Anthidium (Anthidium) maculosum are dark brown to black with yellow maculations (Gonzalez and Griswold 2013). Females have white pubescence except for brown hairs on the clypeus, supraclypeal area, frons, vertex, inner basitarsi, depressed marginal zones of T1–T4, T5–T6, and apex of S6. Females have a body length of 8.5–11.5 mm, and males range in body length from 9.2–13.1 mm (Gonzalez and Griswold 2013).
(modified from Gonzalez and Griswold 2013)
Anthidium maculosum may be distinguished from all other North American Anthidium, aside from A. chamelense, A. rodriguezi, and A. parkeri, by the combination of hind tibial carina and dull frons with coarse and sparse punctures. Anthidium maculosum can be differentiated from A. chamelense and A. rodriguezi by the presence of maculations on terga and smaller body size (Gonzalez and Griswold 2013). Female A. maculosum can be differentiated from A. parkeri by the presence of denser tomentum on the outer surface of the basitarsi, as well as T6 with a weakly depressed area above the preapical carina and distinct lateral projections. Male A. maculosum can be differentiated from A. parkeri by the digitiform lateral lobe on T7, shape of S6 and S8, and the lack of light maculations on the scape (Gonzalez and Griswold 2013).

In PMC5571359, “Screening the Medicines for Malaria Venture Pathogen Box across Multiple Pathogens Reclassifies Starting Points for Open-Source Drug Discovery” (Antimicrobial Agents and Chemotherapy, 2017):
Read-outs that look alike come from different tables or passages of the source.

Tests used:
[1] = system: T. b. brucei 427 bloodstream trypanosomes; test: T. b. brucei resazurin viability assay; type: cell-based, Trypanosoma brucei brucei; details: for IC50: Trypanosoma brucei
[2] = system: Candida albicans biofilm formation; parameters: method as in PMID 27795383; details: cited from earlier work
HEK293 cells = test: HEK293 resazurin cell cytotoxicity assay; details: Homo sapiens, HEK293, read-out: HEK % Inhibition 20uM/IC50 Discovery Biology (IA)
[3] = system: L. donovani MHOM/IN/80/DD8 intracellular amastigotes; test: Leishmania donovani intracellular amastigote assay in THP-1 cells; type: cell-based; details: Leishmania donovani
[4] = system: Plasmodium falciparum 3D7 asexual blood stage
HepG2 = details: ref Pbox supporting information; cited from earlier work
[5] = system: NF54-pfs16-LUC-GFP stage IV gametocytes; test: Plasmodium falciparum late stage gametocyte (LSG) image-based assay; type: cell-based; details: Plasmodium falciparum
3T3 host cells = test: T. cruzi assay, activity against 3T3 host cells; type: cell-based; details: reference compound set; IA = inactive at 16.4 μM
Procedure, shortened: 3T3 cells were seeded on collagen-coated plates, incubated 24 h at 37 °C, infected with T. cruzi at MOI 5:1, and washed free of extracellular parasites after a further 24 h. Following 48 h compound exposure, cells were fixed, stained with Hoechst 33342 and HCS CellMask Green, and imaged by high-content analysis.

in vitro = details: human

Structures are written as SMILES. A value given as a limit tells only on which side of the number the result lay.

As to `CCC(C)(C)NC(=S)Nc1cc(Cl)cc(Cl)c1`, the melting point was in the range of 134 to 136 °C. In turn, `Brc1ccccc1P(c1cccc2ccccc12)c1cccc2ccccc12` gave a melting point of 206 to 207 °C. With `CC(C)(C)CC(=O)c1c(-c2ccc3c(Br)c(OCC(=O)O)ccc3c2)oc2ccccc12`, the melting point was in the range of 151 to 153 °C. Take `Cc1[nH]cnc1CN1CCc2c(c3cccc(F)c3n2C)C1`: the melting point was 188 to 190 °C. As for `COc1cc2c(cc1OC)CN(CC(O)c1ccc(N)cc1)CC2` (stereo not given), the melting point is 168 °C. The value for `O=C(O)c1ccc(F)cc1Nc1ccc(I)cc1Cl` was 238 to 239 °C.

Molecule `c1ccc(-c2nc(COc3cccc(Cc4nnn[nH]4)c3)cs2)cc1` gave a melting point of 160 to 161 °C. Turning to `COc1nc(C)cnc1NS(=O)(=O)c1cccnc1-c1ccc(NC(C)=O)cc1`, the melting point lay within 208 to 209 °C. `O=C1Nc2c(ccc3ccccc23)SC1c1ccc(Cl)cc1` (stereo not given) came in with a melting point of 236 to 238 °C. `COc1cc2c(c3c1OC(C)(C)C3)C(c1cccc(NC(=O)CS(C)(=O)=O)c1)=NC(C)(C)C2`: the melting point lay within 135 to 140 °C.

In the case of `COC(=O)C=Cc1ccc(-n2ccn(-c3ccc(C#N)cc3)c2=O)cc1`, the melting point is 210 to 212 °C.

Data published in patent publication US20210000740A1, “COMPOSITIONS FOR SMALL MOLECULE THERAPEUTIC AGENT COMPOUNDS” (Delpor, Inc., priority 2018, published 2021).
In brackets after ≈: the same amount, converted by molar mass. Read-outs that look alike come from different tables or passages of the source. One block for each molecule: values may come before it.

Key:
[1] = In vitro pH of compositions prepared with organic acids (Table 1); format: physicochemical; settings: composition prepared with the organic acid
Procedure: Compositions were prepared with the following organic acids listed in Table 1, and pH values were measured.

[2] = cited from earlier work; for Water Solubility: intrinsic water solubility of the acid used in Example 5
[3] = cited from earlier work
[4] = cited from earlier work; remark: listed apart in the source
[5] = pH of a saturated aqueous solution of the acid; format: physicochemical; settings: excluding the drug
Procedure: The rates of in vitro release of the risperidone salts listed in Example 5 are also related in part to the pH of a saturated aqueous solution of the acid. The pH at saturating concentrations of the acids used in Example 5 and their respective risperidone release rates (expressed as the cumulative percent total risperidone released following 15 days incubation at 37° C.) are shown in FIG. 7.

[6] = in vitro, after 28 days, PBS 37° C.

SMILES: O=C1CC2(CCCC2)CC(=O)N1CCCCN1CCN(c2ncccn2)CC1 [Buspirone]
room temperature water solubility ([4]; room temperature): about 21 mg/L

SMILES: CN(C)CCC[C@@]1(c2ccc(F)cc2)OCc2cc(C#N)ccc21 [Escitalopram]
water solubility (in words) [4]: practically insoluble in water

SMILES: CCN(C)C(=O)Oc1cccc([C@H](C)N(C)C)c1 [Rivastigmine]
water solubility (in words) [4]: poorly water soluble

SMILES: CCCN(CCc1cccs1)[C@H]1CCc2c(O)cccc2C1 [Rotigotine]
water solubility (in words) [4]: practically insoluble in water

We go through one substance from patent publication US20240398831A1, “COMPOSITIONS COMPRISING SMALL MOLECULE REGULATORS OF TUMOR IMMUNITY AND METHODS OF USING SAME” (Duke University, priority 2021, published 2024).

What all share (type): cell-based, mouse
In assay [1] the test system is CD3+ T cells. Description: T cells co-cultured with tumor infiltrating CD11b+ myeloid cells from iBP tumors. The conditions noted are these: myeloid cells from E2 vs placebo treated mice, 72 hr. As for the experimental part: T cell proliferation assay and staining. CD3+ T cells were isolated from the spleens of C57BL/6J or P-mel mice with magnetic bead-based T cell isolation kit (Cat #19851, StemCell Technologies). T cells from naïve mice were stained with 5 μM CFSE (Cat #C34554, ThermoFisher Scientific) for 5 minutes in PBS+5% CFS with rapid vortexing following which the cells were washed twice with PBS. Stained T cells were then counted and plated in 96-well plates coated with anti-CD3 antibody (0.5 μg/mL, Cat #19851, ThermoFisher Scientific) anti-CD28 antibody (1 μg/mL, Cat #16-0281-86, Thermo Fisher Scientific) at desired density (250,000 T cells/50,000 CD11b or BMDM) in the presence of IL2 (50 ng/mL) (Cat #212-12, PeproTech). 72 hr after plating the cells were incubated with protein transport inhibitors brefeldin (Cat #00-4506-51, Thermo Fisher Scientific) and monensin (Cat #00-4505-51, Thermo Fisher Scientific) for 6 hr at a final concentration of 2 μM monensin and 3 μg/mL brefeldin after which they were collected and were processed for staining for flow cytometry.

Anthidium maculosum adults have been recorded in flight from mid-February to November, with peak activity occurring from June to September (Gonzalez and Griswold 2013).
Anthidium maculosum is a generalist that has been observed visiting a variety of species within Agavaceae, Asteraceae, Boraginaceae, Convolvulaceae, Ericaceae, Fabaceae, Iridaceae, Lamiaceae, Malvaceae, Orobanchaceae, Plantaginaceae, Polemoniaceae, Rosaceae, and Verbenaceae (Gonzalez and Griswold 2013).
Anthidium maculosum nesting behavior was described based on nest trap observations (Krombein 1967). Based on these observations, it is presumed that A. maculosum nests in preexisting cavities. Nest plugs were comprised of only trichomes, or a combination of trichomes, pebbles, small pieces of wood, masticated plant materials, or pellets of lizard dung. Males have been observed displaying territorial behaviors, such as guarding the host plants that are preferred by the females (Alcock et al. 1977).
Anthidium maculosum occur from Honduras to the western U.S. Within the U.S., they are found in Texas, Arizona, Utah, Colorado, and California to western Oregon. In the U.S., they are present in hot deserts; the Great Basin and Colorado plateau; Mediterranean California grassland, chaparral, and woodlands; pine-oak forests; and other forests. In Mexico, they are commonly found within pine-oak ecosystems (Gonzalez and Griswold 2013).